Today, she tells us about the 2 Penn alumni and 1 Penn parent Hollywood power players she met in Cannes!
Check back to find out from Felisha what it’s like to get caught up in the frenzy of Cannes.
Friend Me Up:
“Penn Alumni are everywhere, including in all facets of the entertainment industry.
Through the Penn in Cannes program we had the privilege of meeting 2 successful Hollywood Penn alumni and 1 accomplished Penn parent in Cannes.
Rick Hess (C’84): Head of Creative Artists Agency Film Finance Group
Despite his role as the head of Creative Artists Agency Film Finance Group, Rick Hess has never lost his charming personality and developed quick rapport with the class. The names he dropped during the lecture were A-listers such as Will Smith and George Clooney. It was exciting to hear insider stories about the celebrities at the Festival and made the experience more personal.
Rick explained Jada Pinkett Smith’s directorial debut in The Human Contract and the promotion that went behind promoting the movie. Will Smith flew in from the States to host the premiere party and shake hands with every distribution contact he could find. According to Rick, most stars do not work as hard and aren’t as passionate to their projects. But Will Smith has the magic touch and everything he is associated with turns into success. His recent film, The Pursuit of Happyness (2006), grossed over $300 million in worldwide sales. Much of the success is due to Will’s charisma and the public’s willingness to support his career.
Geoffrey Gilmore (C’74) Director of the Sundance Film Festival
Geoffrey Gilmore (C’74, Penn in Pictures 2002 panelist), Director of the Sundance Film Festival, also came to the College International to talk about his role in shaping the second most important film festival in the world.
More so than in Cannes, the Sundance Film Festival is all about the acquisition of films. The international community convenes at the festival to conduct business on distribution rights. Oftentimes a film is parceled off into different regions and distribution rights can be held by various countries in different regions. The United States is the hardest region to enter because of the monopolization of Hollywood offerings. It is very hard for international cinema to infiltrate U.S. theaters, other than at Indie theaters.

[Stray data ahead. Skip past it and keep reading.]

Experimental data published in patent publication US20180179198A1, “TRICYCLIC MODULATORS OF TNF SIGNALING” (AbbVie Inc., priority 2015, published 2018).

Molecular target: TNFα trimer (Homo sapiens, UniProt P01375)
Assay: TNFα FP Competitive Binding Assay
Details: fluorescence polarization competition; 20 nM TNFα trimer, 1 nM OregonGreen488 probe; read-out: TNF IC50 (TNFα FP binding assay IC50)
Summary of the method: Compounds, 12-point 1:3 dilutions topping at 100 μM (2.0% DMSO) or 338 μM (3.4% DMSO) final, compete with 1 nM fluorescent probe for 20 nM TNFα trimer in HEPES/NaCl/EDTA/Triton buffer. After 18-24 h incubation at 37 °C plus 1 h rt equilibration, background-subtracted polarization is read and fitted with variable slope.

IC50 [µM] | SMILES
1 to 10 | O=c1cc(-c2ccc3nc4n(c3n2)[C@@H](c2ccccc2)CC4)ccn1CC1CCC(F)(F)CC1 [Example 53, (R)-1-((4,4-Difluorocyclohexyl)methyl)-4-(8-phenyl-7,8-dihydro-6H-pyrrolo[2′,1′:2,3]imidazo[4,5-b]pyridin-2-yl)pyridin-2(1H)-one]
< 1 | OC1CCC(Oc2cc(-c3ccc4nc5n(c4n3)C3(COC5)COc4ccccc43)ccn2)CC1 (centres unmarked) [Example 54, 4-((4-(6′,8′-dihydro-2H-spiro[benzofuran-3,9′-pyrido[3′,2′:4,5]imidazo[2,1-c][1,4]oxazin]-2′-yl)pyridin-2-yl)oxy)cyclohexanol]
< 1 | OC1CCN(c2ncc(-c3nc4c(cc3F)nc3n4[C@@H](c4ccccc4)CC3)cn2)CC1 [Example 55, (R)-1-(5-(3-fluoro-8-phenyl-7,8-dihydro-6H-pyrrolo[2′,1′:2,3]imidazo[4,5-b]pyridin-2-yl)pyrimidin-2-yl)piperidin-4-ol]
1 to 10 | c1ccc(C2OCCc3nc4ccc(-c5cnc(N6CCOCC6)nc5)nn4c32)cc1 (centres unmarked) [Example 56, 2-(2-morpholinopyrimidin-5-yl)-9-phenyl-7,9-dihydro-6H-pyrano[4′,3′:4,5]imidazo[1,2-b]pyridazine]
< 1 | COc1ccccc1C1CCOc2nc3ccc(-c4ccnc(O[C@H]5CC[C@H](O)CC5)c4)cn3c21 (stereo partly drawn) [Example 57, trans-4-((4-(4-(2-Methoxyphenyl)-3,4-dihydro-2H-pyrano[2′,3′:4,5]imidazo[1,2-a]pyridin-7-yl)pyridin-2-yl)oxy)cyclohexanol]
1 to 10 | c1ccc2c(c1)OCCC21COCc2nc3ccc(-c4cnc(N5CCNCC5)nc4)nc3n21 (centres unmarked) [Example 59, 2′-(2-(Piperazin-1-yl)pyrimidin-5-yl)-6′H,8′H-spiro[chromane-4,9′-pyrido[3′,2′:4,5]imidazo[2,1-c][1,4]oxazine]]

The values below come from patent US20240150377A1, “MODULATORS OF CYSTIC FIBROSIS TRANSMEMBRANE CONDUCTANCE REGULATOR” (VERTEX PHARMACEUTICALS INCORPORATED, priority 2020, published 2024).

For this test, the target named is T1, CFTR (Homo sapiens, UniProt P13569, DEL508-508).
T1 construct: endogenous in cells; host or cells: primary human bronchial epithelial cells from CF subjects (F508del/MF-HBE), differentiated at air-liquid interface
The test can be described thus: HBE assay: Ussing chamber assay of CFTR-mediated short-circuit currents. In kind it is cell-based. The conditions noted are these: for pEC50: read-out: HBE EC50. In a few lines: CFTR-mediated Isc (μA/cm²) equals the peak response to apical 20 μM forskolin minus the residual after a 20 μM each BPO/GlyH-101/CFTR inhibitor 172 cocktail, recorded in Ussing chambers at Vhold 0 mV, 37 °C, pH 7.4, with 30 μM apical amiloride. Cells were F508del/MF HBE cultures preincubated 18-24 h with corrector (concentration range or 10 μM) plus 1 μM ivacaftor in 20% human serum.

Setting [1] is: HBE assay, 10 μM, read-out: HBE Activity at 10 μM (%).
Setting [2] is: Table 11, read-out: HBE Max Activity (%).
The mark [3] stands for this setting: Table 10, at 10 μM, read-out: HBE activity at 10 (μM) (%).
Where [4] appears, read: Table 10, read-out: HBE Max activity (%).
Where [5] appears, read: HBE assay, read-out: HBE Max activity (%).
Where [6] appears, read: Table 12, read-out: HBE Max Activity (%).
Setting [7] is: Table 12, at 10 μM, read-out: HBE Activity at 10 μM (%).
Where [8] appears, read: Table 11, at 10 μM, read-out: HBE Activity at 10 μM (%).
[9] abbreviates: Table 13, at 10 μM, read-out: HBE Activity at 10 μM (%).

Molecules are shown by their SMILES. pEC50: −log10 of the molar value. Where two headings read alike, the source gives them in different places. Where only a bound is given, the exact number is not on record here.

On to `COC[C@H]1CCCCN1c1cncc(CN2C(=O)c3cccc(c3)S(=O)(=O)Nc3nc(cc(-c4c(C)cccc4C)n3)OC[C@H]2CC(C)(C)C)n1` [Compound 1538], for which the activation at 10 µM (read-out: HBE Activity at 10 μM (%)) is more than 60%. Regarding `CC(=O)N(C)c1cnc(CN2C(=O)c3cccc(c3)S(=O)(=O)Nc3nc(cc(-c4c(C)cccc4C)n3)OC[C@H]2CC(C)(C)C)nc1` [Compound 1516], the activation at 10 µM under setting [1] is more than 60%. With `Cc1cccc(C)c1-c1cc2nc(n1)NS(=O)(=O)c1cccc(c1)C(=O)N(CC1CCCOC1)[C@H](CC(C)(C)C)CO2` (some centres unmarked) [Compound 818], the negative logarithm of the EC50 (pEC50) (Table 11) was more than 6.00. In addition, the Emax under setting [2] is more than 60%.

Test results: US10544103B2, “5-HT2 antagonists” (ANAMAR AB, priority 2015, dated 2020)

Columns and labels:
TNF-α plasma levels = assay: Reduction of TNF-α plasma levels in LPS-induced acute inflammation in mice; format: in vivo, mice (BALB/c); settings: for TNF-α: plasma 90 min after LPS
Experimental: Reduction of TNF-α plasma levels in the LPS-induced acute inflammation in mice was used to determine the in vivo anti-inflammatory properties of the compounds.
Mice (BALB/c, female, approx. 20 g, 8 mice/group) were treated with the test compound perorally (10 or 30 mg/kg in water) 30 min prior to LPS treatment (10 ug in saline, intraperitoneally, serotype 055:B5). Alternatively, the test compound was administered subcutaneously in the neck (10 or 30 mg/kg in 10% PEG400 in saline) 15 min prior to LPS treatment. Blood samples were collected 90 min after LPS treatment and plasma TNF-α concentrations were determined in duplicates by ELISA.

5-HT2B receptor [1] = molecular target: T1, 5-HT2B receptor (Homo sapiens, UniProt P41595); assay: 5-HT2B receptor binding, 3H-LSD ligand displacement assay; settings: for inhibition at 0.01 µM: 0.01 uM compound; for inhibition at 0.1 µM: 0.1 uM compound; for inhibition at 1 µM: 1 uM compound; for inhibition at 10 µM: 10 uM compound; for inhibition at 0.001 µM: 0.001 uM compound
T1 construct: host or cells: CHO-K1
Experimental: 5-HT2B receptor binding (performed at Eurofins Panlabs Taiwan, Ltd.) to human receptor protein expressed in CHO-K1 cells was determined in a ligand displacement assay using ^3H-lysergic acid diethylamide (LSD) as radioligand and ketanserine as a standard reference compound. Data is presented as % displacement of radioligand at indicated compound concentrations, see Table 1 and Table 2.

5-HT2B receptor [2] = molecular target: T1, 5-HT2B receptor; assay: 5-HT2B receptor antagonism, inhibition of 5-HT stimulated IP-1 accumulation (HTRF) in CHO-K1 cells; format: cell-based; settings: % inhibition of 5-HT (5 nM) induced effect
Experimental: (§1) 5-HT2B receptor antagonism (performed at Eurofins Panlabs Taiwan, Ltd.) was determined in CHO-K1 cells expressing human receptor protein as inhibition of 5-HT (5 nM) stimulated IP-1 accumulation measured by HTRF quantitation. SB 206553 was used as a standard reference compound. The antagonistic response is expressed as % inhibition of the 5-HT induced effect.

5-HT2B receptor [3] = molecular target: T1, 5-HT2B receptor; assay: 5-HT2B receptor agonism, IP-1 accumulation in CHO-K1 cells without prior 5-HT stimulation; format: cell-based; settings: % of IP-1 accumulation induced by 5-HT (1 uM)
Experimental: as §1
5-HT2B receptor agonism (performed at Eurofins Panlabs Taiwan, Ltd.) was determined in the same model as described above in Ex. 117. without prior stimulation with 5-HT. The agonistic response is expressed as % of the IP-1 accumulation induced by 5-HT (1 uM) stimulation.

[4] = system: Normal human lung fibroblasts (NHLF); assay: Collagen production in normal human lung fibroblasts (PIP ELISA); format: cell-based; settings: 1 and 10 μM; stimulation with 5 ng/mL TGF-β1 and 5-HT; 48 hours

The production of independent and mainstream films is handled very differently. Great writing drives independent films and the content is of utmost importance for a movie’s success. As a result, the product is often more creative and groundbreaking. In contrast, mainstream films are driven by market demands. There tends to be a template for blockbusters that Hollywood follows which can seem repetitive and overdone. But since the formula works at the box office, Hollywood is hesitant to stray from the tested model.
Without a doubt, Indie films are more creative. But oftentimes, they expect too much out of the audience. Movies are a great way to relax and forget about the stresses of the week. For the American public, it is much more pleasing to shut out stresses and just enjoy the movie. The film may not be amazing, but the common moviegoer isn’t looking for the next new thing. They like familiarity and comfort, as opposed to leaving the theater confused.
I agree that Indie films have stronger character and better messages, but perhaps only the true film enthusiasts can appreciate the work. Perhaps expecting the common audience to figure out gaps in plot and to wade through artistic license is too much to ask. International films face detachment from the American audience. Subtitles and dubbing are a huge deterrent to wide American distribution. People say Americans are lazy, and when it comes to wading through 2 hours of subtitles, I wholeheartedly agree. Unless English is spoken on screen, international films face huge hurdles in American theaters.
Jeff Berg (Penn Parent): Chairman, CEO of ICM
While waiting in the hallway outside of Jeff Berg’s (Penn parent) hotel suite at the illustrious Carlton Hotel, I began to realize how important this man was. His staff greeted us inside of the classy suite and we piled around the living room with its huge bay-window view of the Mediterranean Sea. Jeff, Chairman & CEO of International Creative Management agency (ICM), explained the dichotomy of the Festival de Cannes…
The more visible parts of the event are the red carpet premieres, movie stars, and hundreds of screenings. But the important people in the industry are working feverishly in meeting rooms throughout the French Riviera, broking multi-million dollar deals. They take advantage of Cannes as an international gathering place, using the Festival as a platform for everyone in the global industry to assemble together and conduct meetings on distribution rights.
…As I am learning more about the business of film, I am considering career opportunities making use of my business background. There is no business like show business, and I would surely like to be a part of it in the future.”
Yesterday, Felisha Liu (W'09) shared some of the good, bad and disappointing films she saw at Cannes.She also mentioned that...